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Excerpt from Oral History Interview with Vivion Lenon Brewer, October 15, 1976. Interview G-0012. Southern Oral History Program Collection (#4007) See Entire Interview >>

WEC emerges out of the Little Rock desegregation crisis

Brewer describes the goal and inception of the Women's Emergency Committee (WEC). The group arose as a result of the Little Rock desegregation crisis.

Citing this Excerpt

Oral History Interview with Vivion Lenon Brewer, October 15, 1976. Interview G-0012. Southern Oral History Program Collection (#4007) in the Southern Oral History Program Collection, Southern Historical Collection, Wilson Library, University of North Carolina at Chapel Hill.

Full Text of the Excerpt

ELIZABETH JACOWAY:
(Laughs) You just didn't know it. Oh, heavens. Okay. So what, then, were the origins of the Women's Emergency Committee?
VIVION LENON BREWER:
One person has never been given the credit she should have been given. She is Velma Powell, who is the wife of J. O. Powell, who was the Dean of Men at Central High School. She had lived for a year in the Terry home. At the time all of this trouble arose, she was the secretary for the Arkansas Council on Human Relations. The year 1957-58, when black children were in Central for the first time, she, of course, had firsthand knowledge of all the dreadful things that happened. And finally she wrote Mrs. Terry a letter and said, "You have always been in the forefront of all the crises that we've ever had. Where are you now?" And Mrs. Terry thought about this. She had been really ill with worrying about what was going on; in fact, she said she went to bed and was ready to die, but she didn't die. (Laughs) So she got up...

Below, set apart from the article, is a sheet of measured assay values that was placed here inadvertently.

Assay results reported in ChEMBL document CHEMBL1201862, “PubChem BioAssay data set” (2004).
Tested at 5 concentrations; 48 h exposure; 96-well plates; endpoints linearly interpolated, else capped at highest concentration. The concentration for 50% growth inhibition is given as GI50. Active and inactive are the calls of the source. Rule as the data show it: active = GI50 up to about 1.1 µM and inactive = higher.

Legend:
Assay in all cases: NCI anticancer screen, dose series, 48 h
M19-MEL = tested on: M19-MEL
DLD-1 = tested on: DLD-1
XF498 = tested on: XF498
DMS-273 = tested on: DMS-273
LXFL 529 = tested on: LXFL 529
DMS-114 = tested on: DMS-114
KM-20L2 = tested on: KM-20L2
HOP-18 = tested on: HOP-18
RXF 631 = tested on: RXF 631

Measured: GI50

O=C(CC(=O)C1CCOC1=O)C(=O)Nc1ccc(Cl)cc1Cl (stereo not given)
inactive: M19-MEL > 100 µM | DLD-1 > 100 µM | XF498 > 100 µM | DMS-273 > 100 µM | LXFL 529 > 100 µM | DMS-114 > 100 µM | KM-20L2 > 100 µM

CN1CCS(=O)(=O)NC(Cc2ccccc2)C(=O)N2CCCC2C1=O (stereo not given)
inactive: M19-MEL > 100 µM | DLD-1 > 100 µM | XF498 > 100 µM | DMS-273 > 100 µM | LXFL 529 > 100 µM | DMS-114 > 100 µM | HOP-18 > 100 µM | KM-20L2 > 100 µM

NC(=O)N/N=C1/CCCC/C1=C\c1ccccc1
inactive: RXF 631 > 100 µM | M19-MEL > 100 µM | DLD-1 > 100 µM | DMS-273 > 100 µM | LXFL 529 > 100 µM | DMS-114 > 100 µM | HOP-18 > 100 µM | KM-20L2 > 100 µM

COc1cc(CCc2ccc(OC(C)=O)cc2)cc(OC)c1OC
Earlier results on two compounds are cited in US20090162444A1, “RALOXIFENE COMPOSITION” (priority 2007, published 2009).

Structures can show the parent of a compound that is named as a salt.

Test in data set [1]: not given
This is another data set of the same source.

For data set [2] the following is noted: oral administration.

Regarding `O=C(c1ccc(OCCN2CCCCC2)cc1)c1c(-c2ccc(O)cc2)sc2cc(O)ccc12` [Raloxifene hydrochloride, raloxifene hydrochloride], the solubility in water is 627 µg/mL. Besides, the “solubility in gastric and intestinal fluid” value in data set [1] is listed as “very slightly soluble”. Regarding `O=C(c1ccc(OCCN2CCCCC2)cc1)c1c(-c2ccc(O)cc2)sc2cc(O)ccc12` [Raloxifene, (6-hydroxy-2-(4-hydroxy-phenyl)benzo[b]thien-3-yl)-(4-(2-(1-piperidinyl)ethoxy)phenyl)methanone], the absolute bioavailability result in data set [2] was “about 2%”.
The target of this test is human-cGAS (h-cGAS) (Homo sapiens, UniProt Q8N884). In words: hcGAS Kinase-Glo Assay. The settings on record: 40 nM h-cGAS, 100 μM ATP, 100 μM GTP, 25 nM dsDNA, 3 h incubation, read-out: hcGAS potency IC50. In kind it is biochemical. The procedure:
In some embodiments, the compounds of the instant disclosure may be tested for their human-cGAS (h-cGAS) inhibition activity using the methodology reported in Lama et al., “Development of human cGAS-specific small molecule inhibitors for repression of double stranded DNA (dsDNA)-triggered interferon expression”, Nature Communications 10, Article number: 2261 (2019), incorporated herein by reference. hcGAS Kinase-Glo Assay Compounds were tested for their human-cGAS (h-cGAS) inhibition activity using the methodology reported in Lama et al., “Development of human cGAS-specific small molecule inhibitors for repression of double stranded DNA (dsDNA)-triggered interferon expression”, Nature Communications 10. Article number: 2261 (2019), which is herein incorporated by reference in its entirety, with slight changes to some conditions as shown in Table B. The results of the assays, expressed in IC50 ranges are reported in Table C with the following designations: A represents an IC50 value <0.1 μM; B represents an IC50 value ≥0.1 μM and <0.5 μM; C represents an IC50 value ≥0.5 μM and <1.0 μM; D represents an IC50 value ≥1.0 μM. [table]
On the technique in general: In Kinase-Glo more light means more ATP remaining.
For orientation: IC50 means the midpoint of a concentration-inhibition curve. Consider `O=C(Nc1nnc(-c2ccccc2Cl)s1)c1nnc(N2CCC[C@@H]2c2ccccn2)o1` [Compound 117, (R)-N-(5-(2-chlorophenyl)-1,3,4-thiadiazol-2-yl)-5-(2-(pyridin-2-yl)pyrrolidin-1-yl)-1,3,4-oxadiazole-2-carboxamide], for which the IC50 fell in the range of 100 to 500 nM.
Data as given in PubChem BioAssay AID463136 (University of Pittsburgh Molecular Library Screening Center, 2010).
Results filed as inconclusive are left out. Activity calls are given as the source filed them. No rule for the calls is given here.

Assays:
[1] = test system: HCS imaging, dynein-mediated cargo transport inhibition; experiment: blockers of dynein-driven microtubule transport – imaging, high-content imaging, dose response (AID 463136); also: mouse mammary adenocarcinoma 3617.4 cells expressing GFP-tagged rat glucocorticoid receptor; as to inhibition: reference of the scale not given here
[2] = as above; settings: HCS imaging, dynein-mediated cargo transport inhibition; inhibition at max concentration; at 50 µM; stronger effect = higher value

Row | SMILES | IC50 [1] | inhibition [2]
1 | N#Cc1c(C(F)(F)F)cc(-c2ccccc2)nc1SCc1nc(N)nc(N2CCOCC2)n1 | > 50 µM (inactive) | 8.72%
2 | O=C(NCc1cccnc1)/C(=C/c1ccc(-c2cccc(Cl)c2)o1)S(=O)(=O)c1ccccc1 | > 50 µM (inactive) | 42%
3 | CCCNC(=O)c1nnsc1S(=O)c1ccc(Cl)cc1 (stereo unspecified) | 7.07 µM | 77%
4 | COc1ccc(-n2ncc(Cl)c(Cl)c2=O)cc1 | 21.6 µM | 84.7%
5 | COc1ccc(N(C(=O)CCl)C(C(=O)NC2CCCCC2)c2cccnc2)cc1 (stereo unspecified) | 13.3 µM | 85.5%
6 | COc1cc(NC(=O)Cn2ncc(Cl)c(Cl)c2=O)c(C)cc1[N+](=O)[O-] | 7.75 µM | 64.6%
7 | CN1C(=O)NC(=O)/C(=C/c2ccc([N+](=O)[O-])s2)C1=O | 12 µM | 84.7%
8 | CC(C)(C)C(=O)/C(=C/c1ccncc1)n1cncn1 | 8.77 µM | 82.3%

ELIZABETH JACOWAY:
(Laughs)
VIVION LENON BREWER:
...and decided she'd do something.
ELIZABETH JACOWAY:
She was so concerned about the community, the curfews...
VIVION LENON BREWER:
And about the blacks, you see, because her interest had always been in racial problems. Everything else--all kinds of problems--but very much so concerned in racial problems. And so her first thought was that we might organize a group of women such as the group that had fought lynching and finally brought the antilynching laws into being.